A long-awaited audit of the Central Utah Water Conservancy District was to be released Thursday, but officials are expected to say they already have rectified problems likely to surface in the report.
The district hired accounting firms and other consultants to change antiquated financial, personnel and management policies and procedures. The district also reportedly tightened its travel policies, responding to criticism that board members were flying first class on public money.Responsible for delivering Central Utah Project water to 12 Utah counties, the district headed off much of the controversy surrounding the examination by making changes while legislative auditors pored over books and interviewed agency officials for several months.
Allegations of financial mismanagement, an ineffective board of directors and undefined policies and procedures, were included in an earlier legislative audit of the Salt Lake County Water Conservancy District.
Legislative Auditor General Wayne Welsh declined to make any comparisons between the two audits. But he said the Central Utah audit went smoothly and the district cooperated and was responsive to discussions about problems.
"It (the audit) was worthwhile and an area that needed to be looked at," Welsh said.
Neither the Central Utah District nor the state would elaborate on the audit's conclusions before its release to the Legislative Audit Subcommittee. But, an expected response to any questions raised by the probe could be: "We're taking care of that right now."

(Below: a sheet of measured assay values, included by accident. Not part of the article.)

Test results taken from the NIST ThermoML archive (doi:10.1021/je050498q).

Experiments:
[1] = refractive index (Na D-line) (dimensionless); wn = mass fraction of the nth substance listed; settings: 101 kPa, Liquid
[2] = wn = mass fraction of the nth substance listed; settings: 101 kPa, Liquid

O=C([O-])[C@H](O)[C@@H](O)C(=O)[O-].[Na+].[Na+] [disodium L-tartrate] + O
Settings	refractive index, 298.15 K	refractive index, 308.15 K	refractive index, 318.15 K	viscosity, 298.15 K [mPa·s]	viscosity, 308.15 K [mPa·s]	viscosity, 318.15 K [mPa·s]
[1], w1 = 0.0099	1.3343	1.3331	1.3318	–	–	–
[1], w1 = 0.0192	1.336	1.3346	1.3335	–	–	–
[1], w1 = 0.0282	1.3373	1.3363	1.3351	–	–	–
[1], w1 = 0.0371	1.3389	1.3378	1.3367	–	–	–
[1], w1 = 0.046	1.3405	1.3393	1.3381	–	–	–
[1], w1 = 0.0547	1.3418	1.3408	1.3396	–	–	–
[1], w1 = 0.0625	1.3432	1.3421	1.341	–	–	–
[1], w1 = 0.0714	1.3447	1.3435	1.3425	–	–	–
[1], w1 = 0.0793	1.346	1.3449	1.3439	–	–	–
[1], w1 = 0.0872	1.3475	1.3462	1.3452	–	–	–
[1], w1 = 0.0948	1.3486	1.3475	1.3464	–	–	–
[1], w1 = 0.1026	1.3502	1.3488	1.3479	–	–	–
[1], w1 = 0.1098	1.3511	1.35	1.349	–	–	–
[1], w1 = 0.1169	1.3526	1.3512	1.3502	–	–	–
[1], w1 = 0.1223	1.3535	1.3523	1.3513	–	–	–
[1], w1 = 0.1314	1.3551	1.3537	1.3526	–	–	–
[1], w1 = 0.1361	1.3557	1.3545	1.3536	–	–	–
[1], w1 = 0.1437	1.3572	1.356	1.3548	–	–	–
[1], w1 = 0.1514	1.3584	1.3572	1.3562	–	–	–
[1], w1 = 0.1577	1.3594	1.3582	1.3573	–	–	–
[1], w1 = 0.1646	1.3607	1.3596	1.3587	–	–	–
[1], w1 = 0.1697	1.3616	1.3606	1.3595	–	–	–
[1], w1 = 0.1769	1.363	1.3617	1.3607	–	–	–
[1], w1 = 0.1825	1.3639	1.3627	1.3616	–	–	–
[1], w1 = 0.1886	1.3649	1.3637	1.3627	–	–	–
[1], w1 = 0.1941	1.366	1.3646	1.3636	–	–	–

Rep. Don LeBaron, R-Alpine, requested the audit in February because of concerns that the district had strayed from its original mission and wasn't representing constituents who were paying its bills.
"I got interested because of the district's refusal to consider a problem with an open canal in Pleasant Grove," LeBaron said. "I wanted to clear the air over questions concerning people being taxed for a system they will likely get nothing out of."
A portion of property tax revenues in the 12-county district will contribute an estimated $11.8 million of the district's $13.8 million in revenues next year.
Exactly how that money should be used has become muddled over the last 25 years or more. The district has evolved from the entity charged with managing and repaying completed CUP facilities to a funding source for almost anything to do with water in the district.
"Sometimes we act like a bank," said one director recently, following a debate on whether the district should help finance a state cloud-seeding program.
LeRoy Hooton Jr., a director and chairman of the district's finance committee, said the legislative audit should give the district some direction to defining a purpose and policy in dealing with funding requests.